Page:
Alienware 18 Review (Early 2014 model)

by Reads (79,524)
Editor's Rating

Ratings Breakdown (1-10)

    • Software & Support
    • 8
    • Upgrade Capabilities
    • 9
    • Usability
    • 9
    • Design
    • 9
    • Performance
    • 10
    • Features
    • 9
    • Price/Value Rating
    • 7
    • Total Score:
    • 8.71
    • Rating 1 to 10, top score 10


  • Pros

    • Stellar performance
    • Good design and build quality
    • Beautiful display
    • Good keyboard and touchpad
    • Excellent cooling system
  • Cons

    • Glossy display surface

Quick Take

The flagship of Alienware's fleet, the Alienware 18 sports an 18.4" IPS display, factory overclocked Intel Core i7 processor and dual Nvidia graphics cards. You'll have a hard time finding a more impressive gaming notebook ... and even more trouble finding one that's larger.

The largest notebook on the market, the Alienware 18 weighs an impressive 12.2 pounds and measures 2.2 inches thick. This notebook is all about performance; our review configuration includes a factory overclocked Intel Core i7 quad-core processor, 32GB of RAM and dual Nvidia GTX 780M graphics cards. Highlights of this notebook include its beautiful 18.4″ IPS display; performance supremacy for every kind of application; good keyboard and touchpad; AlienFX customizable lighting system; and finally its good speakers.

IMGP8300Build and Design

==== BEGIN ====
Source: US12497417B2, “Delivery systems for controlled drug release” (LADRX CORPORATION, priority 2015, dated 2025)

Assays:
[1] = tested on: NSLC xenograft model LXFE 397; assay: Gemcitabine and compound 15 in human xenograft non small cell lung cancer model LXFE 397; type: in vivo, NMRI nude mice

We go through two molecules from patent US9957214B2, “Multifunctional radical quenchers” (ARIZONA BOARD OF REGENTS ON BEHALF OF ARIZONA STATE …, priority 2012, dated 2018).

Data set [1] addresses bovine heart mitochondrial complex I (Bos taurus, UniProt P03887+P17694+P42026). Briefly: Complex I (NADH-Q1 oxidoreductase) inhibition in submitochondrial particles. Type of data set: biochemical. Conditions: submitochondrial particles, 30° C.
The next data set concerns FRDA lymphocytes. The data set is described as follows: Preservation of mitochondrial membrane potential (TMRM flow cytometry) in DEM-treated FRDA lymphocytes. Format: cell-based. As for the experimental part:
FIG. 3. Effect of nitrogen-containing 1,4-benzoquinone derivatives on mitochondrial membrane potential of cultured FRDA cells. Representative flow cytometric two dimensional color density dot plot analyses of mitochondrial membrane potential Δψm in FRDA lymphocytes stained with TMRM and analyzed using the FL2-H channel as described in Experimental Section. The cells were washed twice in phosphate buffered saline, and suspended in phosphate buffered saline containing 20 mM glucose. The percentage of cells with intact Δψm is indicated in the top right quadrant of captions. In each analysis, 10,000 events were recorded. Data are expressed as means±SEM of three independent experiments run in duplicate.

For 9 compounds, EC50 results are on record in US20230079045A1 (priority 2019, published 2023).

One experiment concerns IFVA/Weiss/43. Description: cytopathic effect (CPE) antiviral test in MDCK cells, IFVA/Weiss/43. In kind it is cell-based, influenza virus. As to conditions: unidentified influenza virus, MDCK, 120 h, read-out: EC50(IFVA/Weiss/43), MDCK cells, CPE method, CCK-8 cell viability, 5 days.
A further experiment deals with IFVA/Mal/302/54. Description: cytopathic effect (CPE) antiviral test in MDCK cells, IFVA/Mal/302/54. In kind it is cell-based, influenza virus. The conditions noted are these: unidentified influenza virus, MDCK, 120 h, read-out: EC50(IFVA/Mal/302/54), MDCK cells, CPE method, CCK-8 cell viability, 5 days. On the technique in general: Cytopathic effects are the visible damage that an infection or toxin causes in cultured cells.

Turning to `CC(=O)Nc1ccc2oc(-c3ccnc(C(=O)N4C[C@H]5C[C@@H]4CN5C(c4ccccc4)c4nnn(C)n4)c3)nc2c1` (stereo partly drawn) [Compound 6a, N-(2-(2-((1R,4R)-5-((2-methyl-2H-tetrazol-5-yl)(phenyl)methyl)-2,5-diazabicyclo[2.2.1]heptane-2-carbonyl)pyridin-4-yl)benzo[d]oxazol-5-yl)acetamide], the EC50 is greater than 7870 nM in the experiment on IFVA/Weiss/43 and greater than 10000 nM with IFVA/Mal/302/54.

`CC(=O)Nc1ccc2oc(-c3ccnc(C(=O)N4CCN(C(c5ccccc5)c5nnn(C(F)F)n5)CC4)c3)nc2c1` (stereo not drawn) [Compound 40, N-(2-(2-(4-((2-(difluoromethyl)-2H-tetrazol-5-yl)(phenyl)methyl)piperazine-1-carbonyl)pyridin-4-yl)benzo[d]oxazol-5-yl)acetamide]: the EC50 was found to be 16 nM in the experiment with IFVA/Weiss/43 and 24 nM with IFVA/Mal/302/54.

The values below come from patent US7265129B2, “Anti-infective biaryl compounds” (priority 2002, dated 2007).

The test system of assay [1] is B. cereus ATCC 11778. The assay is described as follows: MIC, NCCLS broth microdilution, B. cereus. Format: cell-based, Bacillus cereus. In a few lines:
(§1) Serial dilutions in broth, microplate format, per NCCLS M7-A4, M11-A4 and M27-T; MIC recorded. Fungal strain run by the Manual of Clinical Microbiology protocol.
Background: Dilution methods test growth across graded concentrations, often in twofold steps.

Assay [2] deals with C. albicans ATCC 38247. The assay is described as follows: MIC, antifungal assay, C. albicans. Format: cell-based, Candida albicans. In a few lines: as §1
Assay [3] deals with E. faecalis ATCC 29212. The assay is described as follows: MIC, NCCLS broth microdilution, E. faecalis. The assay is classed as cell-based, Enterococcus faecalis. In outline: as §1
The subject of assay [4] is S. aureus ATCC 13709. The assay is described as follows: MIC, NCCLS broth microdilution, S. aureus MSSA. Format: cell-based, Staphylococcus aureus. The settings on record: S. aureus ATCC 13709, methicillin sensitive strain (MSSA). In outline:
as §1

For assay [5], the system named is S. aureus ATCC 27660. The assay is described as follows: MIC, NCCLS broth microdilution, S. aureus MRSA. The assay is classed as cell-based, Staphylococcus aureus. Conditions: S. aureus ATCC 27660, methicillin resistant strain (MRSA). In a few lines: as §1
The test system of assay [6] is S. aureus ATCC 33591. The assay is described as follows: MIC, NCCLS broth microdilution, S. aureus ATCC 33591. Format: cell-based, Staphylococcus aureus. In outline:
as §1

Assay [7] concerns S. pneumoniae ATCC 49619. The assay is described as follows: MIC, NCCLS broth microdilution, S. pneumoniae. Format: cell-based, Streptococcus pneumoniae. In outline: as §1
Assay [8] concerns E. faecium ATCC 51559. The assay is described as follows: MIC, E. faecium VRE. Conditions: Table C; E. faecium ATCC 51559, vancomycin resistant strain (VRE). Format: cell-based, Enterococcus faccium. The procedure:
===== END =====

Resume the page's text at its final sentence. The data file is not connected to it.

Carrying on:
The Alienware 18’s angled exterior resembles a stealth aircraft. One aspect that stealthiness can’t hide is the physical size of this ‘notebook’ – it makes even 17.3″ notebooks look small. The chassis is 2.25 inches thick and all told weighs north of 12 pounds. It also can’t hide the three massive cooling vents that dominate the back of the chassis. The highest compliment I can give in terms of mobility is that this is still more portable than a desktop. However, the Alienware 18 looks ridiculously huge compared to a typical 13-inch notebook like a Lenovo Ideapad U310 (as pictured below).

IMGP8293Like other Alienware notebooks, the Alienware 18 features the AlienFX customizable LED lighting system. The notebook features several distinct lighting zones; the keyboard itself has four zones. Each zone can be set to pulse or morph between two colors. The system can be fully turned off if desired. It’s entertaining to use and a great way to personalize the looks.

The matte black surfaces have a soft rubberized coating that hides dust and fingerprints well. Aluminum is also used below the display and on the back of the lid. The lid is exceptionally strong with almost no flex; it should protect the lid well during transport. The chassis is also equally free of flex. Fit and finish is excellent; gaps between parts are even and all edges are smoothly finished.

Input and Output Ports

It’s expected that a desktop replacement as large as this one include all the ports you could possibly need. The Alienware 18 has everything from HDMI in/out to dual headphone jacks and a slot-loading optical drive. The font of the notebook is dominated by massive speaker grills while the back is loaded with equally massive heat vents. On the left side you’ll find a Kensington lock slot, AC power jack, HDMI in/out, mini-DisplayPort, two USB 3.0 ports, microphone jack, and two headphone jacks. Flip over to the right side and you’ll see a media card reader, slot-load optical drive, two more USB 3.0 ports and Ethernet.